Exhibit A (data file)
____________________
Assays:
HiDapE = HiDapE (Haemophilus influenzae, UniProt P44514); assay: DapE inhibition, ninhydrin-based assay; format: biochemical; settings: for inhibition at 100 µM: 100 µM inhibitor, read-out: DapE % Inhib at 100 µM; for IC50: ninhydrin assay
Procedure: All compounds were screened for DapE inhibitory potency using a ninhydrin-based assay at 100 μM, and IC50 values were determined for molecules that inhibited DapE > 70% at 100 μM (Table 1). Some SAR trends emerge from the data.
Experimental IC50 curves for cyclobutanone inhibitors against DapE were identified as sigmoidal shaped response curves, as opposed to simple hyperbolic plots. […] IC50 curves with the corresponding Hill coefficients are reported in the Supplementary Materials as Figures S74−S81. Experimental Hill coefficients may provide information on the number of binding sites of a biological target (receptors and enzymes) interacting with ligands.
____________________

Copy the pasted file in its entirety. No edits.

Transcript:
Assays:
HiDapE = HiDapE (Haemophilus influenzae, UniProt P44514); assay: DapE inhibition, ninhydrin-based assay; format: biochemical; settings: for inhibition at 100 µM: 100 µM inhibitor, read-out: DapE % Inhib at 100 µM; for IC50: ninhydrin assay
Procedure: All compounds were screened for DapE inhibitory potency using a ninhydrin-based assay at 100 μM, and IC50 values were determined for molecules that inhibited DapE > 70% at 100 μM (Table 1). Some SAR trends emerge from the data.
Experimental IC50 curves for cyclobutanone inhibitors against DapE were identified as sigmoidal shaped response curves, as opposed to simple hyperbolic plots. […] IC50 curves with the corresponding Hill coefficients are reported in the Supplementary Materials as Figures S74−S81. Experimental Hill coefficients may provide information on the number of binding sites of a biological target (receptors and enzymes) interacting with ligands.